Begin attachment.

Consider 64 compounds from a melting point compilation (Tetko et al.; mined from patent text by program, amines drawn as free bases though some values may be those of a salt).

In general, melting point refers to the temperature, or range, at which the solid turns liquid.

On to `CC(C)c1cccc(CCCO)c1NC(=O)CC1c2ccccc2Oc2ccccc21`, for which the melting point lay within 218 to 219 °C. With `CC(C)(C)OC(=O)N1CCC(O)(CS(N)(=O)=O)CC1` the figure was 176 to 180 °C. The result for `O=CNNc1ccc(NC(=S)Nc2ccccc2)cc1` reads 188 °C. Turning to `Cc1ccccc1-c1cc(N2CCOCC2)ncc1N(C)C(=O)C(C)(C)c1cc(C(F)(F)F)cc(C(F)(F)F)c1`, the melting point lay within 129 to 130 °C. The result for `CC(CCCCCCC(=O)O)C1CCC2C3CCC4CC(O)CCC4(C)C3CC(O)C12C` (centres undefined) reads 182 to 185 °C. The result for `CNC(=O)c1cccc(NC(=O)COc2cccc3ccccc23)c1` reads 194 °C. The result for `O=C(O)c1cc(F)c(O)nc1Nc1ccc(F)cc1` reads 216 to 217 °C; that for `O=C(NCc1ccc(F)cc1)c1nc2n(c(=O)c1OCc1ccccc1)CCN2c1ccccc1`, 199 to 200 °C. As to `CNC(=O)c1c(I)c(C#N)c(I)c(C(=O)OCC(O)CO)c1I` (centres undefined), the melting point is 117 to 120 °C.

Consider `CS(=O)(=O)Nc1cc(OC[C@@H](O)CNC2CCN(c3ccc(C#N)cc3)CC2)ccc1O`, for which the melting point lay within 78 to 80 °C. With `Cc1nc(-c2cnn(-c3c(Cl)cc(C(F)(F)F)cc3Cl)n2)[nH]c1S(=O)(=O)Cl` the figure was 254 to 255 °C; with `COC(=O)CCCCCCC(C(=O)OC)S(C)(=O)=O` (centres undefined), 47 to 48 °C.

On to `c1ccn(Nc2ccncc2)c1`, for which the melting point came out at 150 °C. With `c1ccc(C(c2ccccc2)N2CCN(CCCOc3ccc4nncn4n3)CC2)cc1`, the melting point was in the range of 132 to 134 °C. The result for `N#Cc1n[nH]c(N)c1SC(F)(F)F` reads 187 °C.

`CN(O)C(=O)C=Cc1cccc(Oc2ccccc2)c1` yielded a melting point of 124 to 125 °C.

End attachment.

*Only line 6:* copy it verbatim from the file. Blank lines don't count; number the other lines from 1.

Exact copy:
`CN(O)C(=O)C=Cc1cccc(Oc2ccccc2)c1` yielded a melting point of 124 to 125 °C.